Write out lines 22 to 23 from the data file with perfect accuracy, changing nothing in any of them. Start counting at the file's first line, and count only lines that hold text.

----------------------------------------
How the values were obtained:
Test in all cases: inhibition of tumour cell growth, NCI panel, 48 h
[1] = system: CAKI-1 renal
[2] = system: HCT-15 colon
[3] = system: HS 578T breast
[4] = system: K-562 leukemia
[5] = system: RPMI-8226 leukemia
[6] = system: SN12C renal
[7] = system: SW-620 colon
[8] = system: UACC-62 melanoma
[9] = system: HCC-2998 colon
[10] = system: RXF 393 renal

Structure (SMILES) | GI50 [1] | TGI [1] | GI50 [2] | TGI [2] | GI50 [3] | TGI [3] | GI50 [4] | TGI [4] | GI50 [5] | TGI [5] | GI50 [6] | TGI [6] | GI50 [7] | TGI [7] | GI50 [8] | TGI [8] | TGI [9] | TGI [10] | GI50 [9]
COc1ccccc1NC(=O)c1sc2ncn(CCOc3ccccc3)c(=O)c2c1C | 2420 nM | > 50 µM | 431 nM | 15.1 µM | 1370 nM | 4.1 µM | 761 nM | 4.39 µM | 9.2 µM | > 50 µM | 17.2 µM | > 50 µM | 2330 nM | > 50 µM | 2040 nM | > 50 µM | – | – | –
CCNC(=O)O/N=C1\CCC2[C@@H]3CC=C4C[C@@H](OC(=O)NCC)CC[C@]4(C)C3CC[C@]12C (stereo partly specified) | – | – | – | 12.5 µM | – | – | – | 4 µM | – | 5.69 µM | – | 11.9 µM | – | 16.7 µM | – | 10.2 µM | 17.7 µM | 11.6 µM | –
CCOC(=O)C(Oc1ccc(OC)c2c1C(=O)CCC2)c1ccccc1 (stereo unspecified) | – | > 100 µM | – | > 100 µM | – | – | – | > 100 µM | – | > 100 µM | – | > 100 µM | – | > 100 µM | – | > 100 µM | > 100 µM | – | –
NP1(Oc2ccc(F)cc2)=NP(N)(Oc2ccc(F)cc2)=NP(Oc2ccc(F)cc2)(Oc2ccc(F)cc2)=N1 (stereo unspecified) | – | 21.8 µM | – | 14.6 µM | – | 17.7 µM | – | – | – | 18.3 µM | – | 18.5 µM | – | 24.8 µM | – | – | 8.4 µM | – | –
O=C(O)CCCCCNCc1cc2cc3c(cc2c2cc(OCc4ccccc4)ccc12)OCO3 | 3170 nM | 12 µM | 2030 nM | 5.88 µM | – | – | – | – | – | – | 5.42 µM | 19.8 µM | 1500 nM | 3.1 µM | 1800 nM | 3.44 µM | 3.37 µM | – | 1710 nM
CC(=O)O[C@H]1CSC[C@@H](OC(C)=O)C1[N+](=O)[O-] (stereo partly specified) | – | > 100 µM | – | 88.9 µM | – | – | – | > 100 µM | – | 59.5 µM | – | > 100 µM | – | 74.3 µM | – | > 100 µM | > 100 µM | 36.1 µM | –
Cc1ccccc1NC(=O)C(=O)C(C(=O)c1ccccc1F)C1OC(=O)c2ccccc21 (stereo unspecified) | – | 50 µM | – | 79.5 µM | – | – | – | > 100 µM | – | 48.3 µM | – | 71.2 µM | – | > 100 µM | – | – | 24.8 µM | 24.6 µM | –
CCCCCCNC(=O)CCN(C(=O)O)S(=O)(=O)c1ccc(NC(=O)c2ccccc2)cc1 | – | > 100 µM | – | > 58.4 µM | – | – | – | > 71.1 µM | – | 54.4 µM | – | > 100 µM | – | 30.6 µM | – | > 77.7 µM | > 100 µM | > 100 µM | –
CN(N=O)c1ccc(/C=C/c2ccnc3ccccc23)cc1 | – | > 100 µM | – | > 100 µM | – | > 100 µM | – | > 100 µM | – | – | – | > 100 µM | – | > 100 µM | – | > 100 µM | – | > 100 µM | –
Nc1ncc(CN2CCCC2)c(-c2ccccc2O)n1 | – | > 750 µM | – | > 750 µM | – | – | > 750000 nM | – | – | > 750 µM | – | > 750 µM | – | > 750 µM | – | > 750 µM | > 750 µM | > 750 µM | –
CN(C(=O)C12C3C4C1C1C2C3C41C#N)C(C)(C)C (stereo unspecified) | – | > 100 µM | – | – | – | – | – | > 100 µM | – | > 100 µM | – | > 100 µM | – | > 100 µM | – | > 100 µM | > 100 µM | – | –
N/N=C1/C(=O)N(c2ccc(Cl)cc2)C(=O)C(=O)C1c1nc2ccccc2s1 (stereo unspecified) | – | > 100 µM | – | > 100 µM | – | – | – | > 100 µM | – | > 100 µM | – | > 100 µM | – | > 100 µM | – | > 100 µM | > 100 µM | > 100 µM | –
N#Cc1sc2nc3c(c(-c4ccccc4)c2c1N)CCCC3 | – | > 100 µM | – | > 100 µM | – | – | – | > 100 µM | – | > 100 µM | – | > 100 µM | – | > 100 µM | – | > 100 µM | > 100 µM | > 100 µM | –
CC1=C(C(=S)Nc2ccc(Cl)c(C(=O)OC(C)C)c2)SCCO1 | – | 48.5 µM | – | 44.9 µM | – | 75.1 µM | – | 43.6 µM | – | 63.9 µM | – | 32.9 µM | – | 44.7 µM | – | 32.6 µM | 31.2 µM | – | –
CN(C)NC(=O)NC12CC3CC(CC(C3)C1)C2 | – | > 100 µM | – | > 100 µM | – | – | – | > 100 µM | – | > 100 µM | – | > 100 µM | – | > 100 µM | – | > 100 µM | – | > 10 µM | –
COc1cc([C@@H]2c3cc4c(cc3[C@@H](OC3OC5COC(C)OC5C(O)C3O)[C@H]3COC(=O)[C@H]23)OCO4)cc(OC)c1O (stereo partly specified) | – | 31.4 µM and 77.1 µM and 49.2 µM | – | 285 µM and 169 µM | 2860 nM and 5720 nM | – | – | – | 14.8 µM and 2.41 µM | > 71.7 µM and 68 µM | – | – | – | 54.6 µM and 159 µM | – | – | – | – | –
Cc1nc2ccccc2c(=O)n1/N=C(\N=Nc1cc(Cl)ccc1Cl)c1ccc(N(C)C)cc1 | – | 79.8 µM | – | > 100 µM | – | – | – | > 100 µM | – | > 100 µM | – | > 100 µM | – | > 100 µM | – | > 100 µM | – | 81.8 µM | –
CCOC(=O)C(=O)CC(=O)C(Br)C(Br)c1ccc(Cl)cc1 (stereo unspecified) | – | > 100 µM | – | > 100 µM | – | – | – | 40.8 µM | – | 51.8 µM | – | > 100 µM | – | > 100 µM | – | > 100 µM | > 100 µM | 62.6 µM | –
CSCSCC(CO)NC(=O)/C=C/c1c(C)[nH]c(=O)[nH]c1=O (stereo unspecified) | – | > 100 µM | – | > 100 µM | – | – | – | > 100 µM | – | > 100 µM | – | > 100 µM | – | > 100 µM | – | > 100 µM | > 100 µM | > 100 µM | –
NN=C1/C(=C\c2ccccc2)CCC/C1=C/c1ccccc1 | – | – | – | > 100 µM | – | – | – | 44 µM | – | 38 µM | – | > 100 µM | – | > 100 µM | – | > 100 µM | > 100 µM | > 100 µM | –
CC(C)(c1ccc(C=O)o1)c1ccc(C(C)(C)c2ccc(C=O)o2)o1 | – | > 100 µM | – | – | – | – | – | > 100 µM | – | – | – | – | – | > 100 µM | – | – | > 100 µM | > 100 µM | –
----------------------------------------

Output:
CN(N=O)c1ccc(/C=C/c2ccnc3ccccc23)cc1 | – | > 100 µM | – | > 100 µM | – | > 100 µM | – | > 100 µM | – | – | – | > 100 µM | – | > 100 µM | – | > 100 µM | – | > 100 µM | –
Nc1ncc(CN2CCCC2)c(-c2ccccc2O)n1 | – | > 750 µM | – | > 750 µM | – | – | > 750000 nM | – | – | > 750 µM | – | > 750 µM | – | > 750 µM | – | > 750 µM | > 750 µM | > 750 µM | –